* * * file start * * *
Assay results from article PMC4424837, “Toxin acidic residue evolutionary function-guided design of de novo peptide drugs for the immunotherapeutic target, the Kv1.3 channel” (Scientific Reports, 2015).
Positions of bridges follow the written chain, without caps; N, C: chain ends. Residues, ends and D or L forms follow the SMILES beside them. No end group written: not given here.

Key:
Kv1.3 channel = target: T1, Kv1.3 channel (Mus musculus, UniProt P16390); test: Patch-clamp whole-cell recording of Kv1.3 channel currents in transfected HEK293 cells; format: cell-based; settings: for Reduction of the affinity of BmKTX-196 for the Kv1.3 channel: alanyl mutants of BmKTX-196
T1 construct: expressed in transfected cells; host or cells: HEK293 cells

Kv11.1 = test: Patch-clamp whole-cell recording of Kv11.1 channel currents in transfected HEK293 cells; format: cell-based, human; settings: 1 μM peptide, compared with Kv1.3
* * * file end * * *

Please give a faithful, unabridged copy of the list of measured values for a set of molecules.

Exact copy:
Assay results from article PMC4424837, “Toxin acidic residue evolutionary function-guided design of de novo peptide drugs for the immunotherapeutic target, the Kv1.3 channel” (Scientific Reports, 2015).
Positions of bridges follow the written chain, without caps; N, C: chain ends. Residues, ends and D or L forms follow the SMILES beside them. No end group written: not given here.

Key:
Kv1.3 channel = target: T1, Kv1.3 channel (Mus musculus, UniProt P16390); test: Patch-clamp whole-cell recording of Kv1.3 channel currents in transfected HEK293 cells; format: cell-based; settings: for Reduction of the affinity of BmKTX-196 for the Kv1.3 channel: alanyl mutants of BmKTX-196
T1 construct: expressed in transfected cells; host or cells: HEK293 cells

Kv11.1 = test: Patch-clamp whole-cell recording of Kv11.1 channel currents in transfected HEK293 cells; format: cell-based, human; settings: 1 μM peptide, compared with Kv1.3